I've had my fair struggles with mental health--I've been diagnosed at different points with PTSD, ADHD, Anxiety and depression. I think there is probably something off with my brain chemistry, since I've been sort of anxious since my earliest childhood memories, but I know it was compounded by sexual assault I experienced as a pre-teen, and the death of my sister when I was 18.
By the end of my 18th year of life, I had all but given up on any belief in God, or any belief in a purpose for me, or any reason to live at all. None of it made sense to me. The only thing that really kept me from following through on suicide was the fact that I saw how badly affected my family was by my sister passing away from cancer, and I couldn't in clean conscience put them through that a second time.
I went into therapy, and I started something called dialectical behavioral therapy. It's a highly effective method of therapy--it's known to reduce suicidality by 48%--and is very highly acclaimed--and the more I read the Bible, the more I realize that many parallels between what I learned in DBT and Christianity/what the Bible says.
To the unfamiliar, DBT is essentially a method to teach people emotional regulation skills that they are lacking. It was a therapy system that is meant to target the most difficult to reach patients--the ones who are chronically suicidal, those struggling with addictions, and so on.
What Marsha Linehan, the founder of this technique discovered, is that many of these difficult to reach patients were raised in an environment that was profoundly invalidating (as someone whose family refused to acknowledge the assault I experienced as a teen or take any action against my assailant, this hit extra hard), and so if there was any hope of them being reached, the therapist needed to create an environment of loving-kindness and somewhat unconditional acceptance in order to gain their trust (obviously, the concept of unconditional love and accepting people where they are (while still encouraging them to model positive behaviors) is very biblical.
This allows the therapist to be more of an ally than an adversary, someone who can accept and validate the patients feelings at any given time, while still reminding them that their behaviors are maladaptive--a type of stable, secure "tough love" that I really benefitted from.
When the therapist points out your maladaptive coping behavior, they guide you to different skills that you can utilize to navigate your emotions in a more healthy way, which are perfectly exemplified in the Bible such as:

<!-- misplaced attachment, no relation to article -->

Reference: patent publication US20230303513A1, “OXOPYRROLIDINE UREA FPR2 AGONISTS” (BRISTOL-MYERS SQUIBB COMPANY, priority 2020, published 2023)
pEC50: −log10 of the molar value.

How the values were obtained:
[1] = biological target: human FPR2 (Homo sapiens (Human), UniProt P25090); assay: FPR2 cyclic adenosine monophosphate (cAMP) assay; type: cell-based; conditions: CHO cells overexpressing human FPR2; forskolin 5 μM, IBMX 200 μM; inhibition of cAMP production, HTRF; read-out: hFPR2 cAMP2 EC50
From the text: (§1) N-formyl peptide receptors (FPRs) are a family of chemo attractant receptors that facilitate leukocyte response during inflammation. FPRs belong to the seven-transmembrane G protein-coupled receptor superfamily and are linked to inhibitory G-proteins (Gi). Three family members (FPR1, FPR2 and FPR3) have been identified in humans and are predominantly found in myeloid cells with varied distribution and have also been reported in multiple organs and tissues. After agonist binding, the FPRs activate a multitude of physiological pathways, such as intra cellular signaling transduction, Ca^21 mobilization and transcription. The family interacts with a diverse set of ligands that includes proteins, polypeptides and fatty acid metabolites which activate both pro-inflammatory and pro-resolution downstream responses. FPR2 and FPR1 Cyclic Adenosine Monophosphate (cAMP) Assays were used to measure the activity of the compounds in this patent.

Contributing to the world around you (Luke 6:38)
Practice gratitude (Thessalonians 5:16-18)
Think about more positive thoughts (Philippians 4:8)
Find purpose or meaning in what you are feeling (Romans 8:28)
Meditate or pray (Philippians 4:6)
Be honest about the situation (Proverbs 10:9)
Radical Acceptance / Surrendering Control -- choosing to accept the reality situation you find yourself in, as opposed to denying where you're at and trying to control it (James 4:15)
Willingness -- be willing to do what is effective; not willful against it (Isaiah 1:19)
I only linked one Bible verse per DBT coping mechanism, but there are many more I could point to as well.
For many years, I did DBT as an atheist and it proved to be very effective at helping me regulate my emotions, be more even-keeled and level headed, but even though many would have considered me "healed" I felt like there was something missing. I felt like I was managing my symptoms, not healed of my illnesses.
Reading the points DBT makes with their corresponding bible verses makes me realize why. If you read each of those verses, you realize that all of those skills DBT teaches work best when put into practice with a relationship with the Lord.
Willingness to do hard things, radically accepting difficult situations that you may find yourself in, being grateful in difficult times--all of these things are easier when you put them in the context of believing in a loving God who has a greater plan for you and your life. In fact, these things that took years and years of heartache to engrain into my brain, just made sense once I accepted Christ in my life and choose to follow Him.
It made me realize, without God, I could never hope for complete restoration--just symptom management.
Luckily, I keep my Bible by me at all times, and I know that in Him, I am healed of all of my suffering.
God doesn't promise us that we won't walk through difficult times, but He does promise that we will be okay through the most difficult times. With Him by my side, I can truly say that I have walked through fire and not been burned.